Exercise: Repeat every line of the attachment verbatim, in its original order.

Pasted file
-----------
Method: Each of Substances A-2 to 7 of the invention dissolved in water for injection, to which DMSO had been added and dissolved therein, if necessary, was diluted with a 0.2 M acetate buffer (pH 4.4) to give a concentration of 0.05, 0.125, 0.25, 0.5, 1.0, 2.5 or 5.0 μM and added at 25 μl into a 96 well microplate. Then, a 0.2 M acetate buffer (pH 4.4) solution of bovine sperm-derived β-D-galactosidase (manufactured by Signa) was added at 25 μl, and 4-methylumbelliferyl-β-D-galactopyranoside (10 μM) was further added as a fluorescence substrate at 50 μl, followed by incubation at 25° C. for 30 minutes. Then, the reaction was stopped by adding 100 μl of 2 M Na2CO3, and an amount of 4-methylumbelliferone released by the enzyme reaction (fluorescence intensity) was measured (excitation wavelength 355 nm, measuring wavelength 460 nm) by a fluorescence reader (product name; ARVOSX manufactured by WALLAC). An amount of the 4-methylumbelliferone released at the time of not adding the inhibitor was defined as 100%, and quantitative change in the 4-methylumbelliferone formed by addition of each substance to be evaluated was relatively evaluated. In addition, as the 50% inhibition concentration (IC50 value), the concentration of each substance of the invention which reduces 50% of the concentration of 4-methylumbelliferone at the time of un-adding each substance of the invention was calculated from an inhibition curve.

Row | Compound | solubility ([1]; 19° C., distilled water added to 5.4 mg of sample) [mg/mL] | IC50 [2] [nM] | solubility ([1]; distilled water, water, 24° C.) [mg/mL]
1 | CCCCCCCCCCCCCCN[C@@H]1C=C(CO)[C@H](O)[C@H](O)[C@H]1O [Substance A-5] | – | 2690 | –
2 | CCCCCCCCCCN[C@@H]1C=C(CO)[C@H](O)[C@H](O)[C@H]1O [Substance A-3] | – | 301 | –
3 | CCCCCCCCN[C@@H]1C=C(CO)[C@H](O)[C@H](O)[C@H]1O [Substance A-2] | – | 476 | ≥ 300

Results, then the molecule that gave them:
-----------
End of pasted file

Method: Each of Substances A-2 to 7 of the invention dissolved in water for injection, to which DMSO had been added and dissolved therein, if necessary, was diluted with a 0.2 M acetate buffer (pH 4.4) to give a concentration of 0.05, 0.125, 0.25, 0.5, 1.0, 2.5 or 5.0 μM and added at 25 μl into a 96 well microplate. Then, a 0.2 M acetate buffer (pH 4.4) solution of bovine sperm-derived β-D-galactosidase (manufactured by Signa) was added at 25 μl, and 4-methylumbelliferyl-β-D-galactopyranoside (10 μM) was further added as a fluorescence substrate at 50 μl, followed by incubation at 25° C. for 30 minutes. Then, the reaction was stopped by adding 100 μl of 2 M Na2CO3, and an amount of 4-methylumbelliferone released by the enzyme reaction (fluorescence intensity) was measured (excitation wavelength 355 nm, measuring wavelength 460 nm) by a fluorescence reader (product name; ARVOSX manufactured by WALLAC). An amount of the 4-methylumbelliferone released at the time of not adding the inhibitor was defined as 100%, and quantitative change in the 4-methylumbelliferone formed by addition of each substance to be evaluated was relatively evaluated. In addition, as the 50% inhibition concentration (IC50 value), the concentration of each substance of the invention which reduces 50% of the concentration of 4-methylumbelliferone at the time of un-adding each substance of the invention was calculated from an inhibition curve.

Row | Compound | solubility ([1]; 19° C., distilled water added to 5.4 mg of sample) [mg/mL] | IC50 [2] [nM] | solubility ([1]; distilled water, water, 24° C.) [mg/mL]
1 | CCCCCCCCCCCCCCN[C@@H]1C=C(CO)[C@H](O)[C@H](O)[C@H]1O [Substance A-5] | – | 2690 | –
2 | CCCCCCCCCCN[C@@H]1C=C(CO)[C@H](O)[C@H](O)[C@H]1O [Substance A-3] | – | 301 | –
3 | CCCCCCCCN[C@@H]1C=C(CO)[C@H](O)[C@H](O)[C@H]1O [Substance A-2] | – | 476 | ≥ 300

Results, then the molecule that gave them: